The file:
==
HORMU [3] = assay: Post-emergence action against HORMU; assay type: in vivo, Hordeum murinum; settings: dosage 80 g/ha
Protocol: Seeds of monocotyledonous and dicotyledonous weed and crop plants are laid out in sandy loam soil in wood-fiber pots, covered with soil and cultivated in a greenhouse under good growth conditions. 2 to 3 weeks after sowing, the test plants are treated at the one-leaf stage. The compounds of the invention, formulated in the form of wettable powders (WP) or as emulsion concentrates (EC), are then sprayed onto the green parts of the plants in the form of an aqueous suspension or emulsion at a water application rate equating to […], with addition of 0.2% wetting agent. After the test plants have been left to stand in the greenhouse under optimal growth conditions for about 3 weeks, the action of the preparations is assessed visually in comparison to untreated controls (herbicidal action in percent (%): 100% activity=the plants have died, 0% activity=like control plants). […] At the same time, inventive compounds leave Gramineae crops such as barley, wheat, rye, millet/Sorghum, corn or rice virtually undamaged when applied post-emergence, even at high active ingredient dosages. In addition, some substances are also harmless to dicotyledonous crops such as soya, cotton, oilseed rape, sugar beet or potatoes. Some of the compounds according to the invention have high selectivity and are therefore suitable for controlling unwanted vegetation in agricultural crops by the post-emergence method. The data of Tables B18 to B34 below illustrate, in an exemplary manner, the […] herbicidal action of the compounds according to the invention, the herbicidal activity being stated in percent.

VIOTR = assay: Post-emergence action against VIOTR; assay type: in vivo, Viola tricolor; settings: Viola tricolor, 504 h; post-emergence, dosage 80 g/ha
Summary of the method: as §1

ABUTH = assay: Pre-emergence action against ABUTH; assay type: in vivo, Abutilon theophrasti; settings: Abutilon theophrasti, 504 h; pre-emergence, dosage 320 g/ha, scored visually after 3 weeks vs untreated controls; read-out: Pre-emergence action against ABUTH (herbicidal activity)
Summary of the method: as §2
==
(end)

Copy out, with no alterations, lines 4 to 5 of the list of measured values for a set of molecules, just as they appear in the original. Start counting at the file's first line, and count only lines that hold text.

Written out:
Summary of the method: as §1

ABUTH = assay: Pre-emergence action against ABUTH; assay type: in vivo, Abutilon theophrasti; settings: Abutilon theophrasti, 504 h; pre-emergence, dosage 320 g/ha, scored visually after 3 weeks vs untreated controls; read-out: Pre-emergence action against ABUTH (herbicidal activity)